I often find myself including obscure references in these columns that I fear no one else appreciates. Most people are too young to remember them, and those who are old enough forgot them years ago.

You may therefore miss my meaning when I tell you: I am turning Japanese (I really think so).

You see, I’m on a diet emphasizing food prepared in the Japanese manner. It’s a lot like the “French Women Don’t Get Fat”-type diets, except that instead of featuring skinny super-confident French Champagne-swilling cookbook authors (and their scary mothers) it features skinny super-competent Japanese sake-sipping cookbook authors (and their even-scarier mothers).

Both diets emphasize portion control, the French version of which is to invite a companion to share your dinner plate from which you slowly feed each other by hand, followed by vigorous sex. The Japanese version involves serving tiny food on odd-sized plates decorated by twisted pickled ginger slices and artfully sculpted vegetables, the preparation and serving of which leaves everyone too exhausted for sex. Further distinguishing Japanese delicacy from French debauchery are the cupfuls of powdery green tea where the carafes of wine should be.

The Japanese diet relies on rice, which is wonderfully warm, filling, and can be repurposed as pudding. Plus you can simply toss rice into an electric cooker and leave. Not so easy is creating the “umami” taste by combining exotic vegetables, strange soy products, bonito flakes, kelp and other seaweeds into labor-intensive broths like “dashi” (which is Japanese for “makes your kitchen smell like Benihana”). Daily shopping for fresh ingredients is required, as is stockpiling cartons of leftover rice and soup in the freezer, now resembling a specimen lab.

But the best recipes feature fish of multiple varieties. Fish is low in fat, yet high in the fatty acids, vitamins and minerals so essential to good health. But there is one minor caveat: Eating seafood may kill you. It can contain traces of toxins and enough mercury and heavy metals to foster a fish phobia. When farm-raised it can become diseased, while even the wild-caught versions are susceptible to whatever some careless camper dumped in the river the day before.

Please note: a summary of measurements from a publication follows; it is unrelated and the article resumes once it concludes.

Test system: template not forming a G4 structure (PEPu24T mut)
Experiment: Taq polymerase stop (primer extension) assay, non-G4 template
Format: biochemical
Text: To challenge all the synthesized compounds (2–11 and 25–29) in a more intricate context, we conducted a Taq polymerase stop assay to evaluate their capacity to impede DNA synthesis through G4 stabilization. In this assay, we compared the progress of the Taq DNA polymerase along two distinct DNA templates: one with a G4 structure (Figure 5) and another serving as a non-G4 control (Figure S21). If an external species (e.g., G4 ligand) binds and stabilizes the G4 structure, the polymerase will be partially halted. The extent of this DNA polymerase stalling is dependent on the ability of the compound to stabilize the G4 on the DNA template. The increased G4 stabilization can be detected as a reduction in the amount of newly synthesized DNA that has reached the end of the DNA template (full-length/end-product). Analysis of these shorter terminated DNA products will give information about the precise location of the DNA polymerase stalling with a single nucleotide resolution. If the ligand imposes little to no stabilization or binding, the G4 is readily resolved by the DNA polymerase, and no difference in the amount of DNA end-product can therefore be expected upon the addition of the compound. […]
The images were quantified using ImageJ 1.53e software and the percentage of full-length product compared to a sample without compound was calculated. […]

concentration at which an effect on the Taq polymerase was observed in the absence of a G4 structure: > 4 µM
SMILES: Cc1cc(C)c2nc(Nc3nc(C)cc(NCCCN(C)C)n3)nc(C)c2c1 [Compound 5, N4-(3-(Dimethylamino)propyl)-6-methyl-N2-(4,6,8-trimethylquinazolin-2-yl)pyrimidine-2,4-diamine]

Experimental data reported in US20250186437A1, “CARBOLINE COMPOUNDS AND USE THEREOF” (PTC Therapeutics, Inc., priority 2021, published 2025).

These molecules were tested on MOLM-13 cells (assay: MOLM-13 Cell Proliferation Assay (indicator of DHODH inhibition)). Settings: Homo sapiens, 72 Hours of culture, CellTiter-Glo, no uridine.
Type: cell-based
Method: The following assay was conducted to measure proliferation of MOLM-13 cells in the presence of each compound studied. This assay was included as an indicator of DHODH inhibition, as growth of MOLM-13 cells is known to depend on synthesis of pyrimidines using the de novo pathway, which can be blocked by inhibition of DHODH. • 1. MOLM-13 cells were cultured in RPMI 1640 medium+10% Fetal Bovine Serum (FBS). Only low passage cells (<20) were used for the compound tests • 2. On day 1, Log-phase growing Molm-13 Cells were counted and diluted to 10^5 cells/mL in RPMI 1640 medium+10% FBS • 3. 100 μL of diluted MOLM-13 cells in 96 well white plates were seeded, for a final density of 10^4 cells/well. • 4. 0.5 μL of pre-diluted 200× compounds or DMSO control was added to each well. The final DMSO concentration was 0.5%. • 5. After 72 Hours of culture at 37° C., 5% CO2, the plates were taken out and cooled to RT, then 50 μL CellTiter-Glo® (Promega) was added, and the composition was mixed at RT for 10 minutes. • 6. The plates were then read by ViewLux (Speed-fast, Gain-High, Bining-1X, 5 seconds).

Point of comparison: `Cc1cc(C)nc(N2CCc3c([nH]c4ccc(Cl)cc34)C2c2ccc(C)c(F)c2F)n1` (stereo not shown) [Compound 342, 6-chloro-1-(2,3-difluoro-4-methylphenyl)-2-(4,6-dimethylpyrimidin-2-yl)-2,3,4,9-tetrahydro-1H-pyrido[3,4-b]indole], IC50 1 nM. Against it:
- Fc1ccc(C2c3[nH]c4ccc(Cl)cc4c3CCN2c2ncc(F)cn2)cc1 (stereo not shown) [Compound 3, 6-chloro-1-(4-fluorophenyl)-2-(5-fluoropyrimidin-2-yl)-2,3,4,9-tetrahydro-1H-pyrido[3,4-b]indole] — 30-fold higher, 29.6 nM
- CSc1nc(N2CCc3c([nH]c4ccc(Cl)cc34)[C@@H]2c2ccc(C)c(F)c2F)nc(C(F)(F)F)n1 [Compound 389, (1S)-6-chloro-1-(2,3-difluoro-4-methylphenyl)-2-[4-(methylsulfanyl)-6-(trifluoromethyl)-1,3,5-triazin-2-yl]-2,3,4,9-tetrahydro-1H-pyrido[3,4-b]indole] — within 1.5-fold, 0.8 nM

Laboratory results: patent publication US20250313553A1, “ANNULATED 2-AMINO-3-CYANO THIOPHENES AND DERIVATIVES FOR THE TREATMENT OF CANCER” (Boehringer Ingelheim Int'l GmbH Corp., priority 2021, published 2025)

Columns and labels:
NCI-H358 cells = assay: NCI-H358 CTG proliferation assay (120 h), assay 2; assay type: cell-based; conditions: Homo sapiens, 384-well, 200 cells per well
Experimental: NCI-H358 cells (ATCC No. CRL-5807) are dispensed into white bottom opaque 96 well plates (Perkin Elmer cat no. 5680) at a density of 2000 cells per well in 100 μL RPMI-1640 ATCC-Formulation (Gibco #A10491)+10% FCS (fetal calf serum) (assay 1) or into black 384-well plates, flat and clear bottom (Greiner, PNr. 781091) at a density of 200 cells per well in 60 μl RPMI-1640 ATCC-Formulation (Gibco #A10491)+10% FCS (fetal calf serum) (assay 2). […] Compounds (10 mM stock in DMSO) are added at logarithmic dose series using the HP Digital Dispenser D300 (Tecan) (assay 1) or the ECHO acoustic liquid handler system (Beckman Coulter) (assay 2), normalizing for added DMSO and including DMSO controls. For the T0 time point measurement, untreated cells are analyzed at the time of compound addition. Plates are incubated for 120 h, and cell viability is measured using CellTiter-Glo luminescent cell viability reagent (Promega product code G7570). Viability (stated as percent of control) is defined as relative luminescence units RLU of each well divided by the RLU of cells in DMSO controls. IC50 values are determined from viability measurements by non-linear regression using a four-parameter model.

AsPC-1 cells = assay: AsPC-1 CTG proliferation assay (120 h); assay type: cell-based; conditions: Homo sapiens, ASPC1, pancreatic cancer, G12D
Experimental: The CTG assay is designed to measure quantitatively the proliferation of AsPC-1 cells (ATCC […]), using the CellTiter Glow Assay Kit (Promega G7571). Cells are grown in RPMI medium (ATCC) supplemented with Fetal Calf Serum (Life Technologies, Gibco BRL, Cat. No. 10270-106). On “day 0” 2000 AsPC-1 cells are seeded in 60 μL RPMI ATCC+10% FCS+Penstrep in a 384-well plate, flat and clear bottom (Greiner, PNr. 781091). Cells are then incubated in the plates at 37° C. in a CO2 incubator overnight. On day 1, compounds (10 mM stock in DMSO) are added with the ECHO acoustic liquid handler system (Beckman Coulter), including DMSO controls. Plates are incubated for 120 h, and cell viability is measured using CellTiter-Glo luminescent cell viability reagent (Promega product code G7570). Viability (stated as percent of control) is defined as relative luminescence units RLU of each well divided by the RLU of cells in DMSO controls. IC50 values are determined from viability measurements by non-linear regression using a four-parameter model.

The latest scare concerns falsely labeled fish. Fully 40 percent of Northern California fish purchases and 76 percent of sushi may be faux. Apparently there are schools of rockfish out there cleverly disguising themselves as snapper, and tacky tilapia and grabby grouper angling to pass as ritzy red snapper. Scientists now trace fish DNA like criminologists on an episode of “CSI: Marine World.”

Not only does one worry about sustainability and sourcing for health and environmental reasons, there are social consequences as well. A serving of inappropriate fish can be as unwelcome here as foie gras or Sonoma wine. Fortunately, the Monterey Bay Aquarium provides handy brochures and smartphone apps so that the correctness of consumers’ fish choices can be instantly confirmed. It is comforting to know that one’s mackerel has the moral high ground.

Still, there are times when you crave that ahi tuna burger, and so customers skulk away from the supermarket fish counter like potheads from a medical marijuana dispensary. They shop for suspiciously sourced salmon or grab off-season crab. Buying endangered Chilean sea bass can be considered bad form; buying abalone can be a criminal offense. It’s enough to make you eat red meat.

My fish-fairness role model is Cindy Pawlcyn, the renowned local chef who also serves as culinary partner to the Monterey Bay Aquarium’s restaurants. She is well-known for serving only reliably sourced, sustainable seafood, and I’m confident that the fish on her plates once led happy and fulfilled lives. Still, serving fish at an aquarium is a bit like serving panda burgers and giraffe dogs at the zoo; I would have expected tofu in the shape of a trout. Cindy’s onsite presence must make the aquarium fish nervous, although perhaps not if they heard that she suffers from a seafood allergy, and can be held at bay by an aggressive lobster while the other crustaceans make a break for it.

Although I now launder my garbage and deodorize my hands with a miraculous steel egg, I am nonetheless hugely popular with the cat, who gazes at me longingly as if I were an open can of plump Italian sardines. Meanwhile, I am feeling healthier and thinner all the time. And while (to quote from “The Mikado”) not every seafood variety I’ve tried makes me say Yum-Yum, I’ve discovered that there are indeed lots of good fish in the sea.